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Vinblastine

Chemotherapy

Brand names:

Velban®

Often used for:

Leukemia, Lymphoma, Germ cell tumor, Melanoma, Sarcomas 

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About Vinblastine

Vinblastine is a type of chemotherapy. It works by slowing or stopping the growth of cells. It is usually used in combination with other medicines.

Patients will have regular blood draws to check blood counts and monitor liver and kidney function.

Vinblastine can cause tissue damage if it leaks from the vein. Patients may have irritation and skin damage at the IV site. Let a caregiver know if there is burning during administration.

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May be given as a liquid into a vein by IV

 
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Possible Side Effects

  • Constipation
  • Abdominal pain
  • Jaw pain
  • Difficulty walking
  • Numbness or tingling in the hands or feet
  • Muscle pain or weakness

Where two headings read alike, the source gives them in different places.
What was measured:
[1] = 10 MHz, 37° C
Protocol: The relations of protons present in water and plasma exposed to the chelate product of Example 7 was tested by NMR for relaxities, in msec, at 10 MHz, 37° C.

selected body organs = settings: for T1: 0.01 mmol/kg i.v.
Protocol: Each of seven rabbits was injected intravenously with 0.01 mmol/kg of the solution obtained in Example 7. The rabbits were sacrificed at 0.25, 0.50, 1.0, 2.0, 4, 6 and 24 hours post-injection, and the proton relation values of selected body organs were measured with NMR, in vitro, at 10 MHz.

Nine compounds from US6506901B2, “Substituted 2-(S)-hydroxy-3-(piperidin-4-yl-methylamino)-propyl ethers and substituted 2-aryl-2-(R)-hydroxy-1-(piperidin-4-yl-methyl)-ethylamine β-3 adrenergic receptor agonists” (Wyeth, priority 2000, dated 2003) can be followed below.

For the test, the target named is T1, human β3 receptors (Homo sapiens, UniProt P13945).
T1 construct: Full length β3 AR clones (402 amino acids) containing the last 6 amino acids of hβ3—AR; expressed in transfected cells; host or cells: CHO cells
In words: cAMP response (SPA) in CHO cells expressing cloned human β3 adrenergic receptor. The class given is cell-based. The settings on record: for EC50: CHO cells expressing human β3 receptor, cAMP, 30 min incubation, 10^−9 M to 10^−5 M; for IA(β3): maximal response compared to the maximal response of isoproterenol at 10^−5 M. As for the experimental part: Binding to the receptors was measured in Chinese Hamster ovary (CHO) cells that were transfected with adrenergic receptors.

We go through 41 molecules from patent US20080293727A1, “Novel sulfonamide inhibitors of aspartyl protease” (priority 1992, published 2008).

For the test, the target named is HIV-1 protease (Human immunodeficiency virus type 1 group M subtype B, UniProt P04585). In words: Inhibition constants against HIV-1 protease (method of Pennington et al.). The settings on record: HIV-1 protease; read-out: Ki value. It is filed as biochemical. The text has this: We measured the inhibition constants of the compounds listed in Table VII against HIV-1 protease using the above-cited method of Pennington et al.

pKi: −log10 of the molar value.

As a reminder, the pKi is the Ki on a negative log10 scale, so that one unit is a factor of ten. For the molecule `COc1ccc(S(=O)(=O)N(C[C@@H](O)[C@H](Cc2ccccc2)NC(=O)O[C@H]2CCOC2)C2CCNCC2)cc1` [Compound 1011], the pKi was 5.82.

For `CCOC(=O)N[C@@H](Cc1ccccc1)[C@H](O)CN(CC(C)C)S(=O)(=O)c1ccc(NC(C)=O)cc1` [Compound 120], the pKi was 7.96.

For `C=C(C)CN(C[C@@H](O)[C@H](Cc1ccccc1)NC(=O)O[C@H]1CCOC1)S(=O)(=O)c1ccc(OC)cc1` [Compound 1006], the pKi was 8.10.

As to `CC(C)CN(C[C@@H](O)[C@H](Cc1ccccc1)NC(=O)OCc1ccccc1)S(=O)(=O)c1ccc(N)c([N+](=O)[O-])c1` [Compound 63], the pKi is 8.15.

• Bone or joint pain
  • Nausea and vomiting
  • Loss of appetite
  • Pain when urinating
  • Blurry vision
  • Dizziness
  • Low blood counts (may cause increased risk of infection, bleeding, anemia and/or fatigue)
  • Hair loss
  • Low sodium levels in the blood
  • Skin irritation at the IV site

Not all patients who take vinblastine will experience these side effects. Common side effects are in bold, but there may be others. Please report all suspected side effects to your doctor or pharmacist.

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Possible Late Effects

Some patients may experience long-term or late effects of treatment that may continue or develop months or years after treatment ends. Possible late effects due to vinblastine include:

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Tips for Families

Be sure to discuss these and other recommendations with your doctor or pharmacist.

  • A doctor may recommend a stool softener or laxative for constipation.
  • Medicine may be given to help with numbness, tingling, or nerve pain.
  • While taking this medicine, do not eat grapefruit or Seville (bitter) oranges or drink juice or beverages containing grapefruit or Seville orange.
  • Sexually active patients should take steps to prevent pregnancy during treatment and for 6 months after completion of therapy.
  • Patients should tell their doctor if they are pregnant or breastfeeding.
  • Caregivers should follow instructions to avoid contact with patient body fluids which can contain the drug for 48 hours after it is given.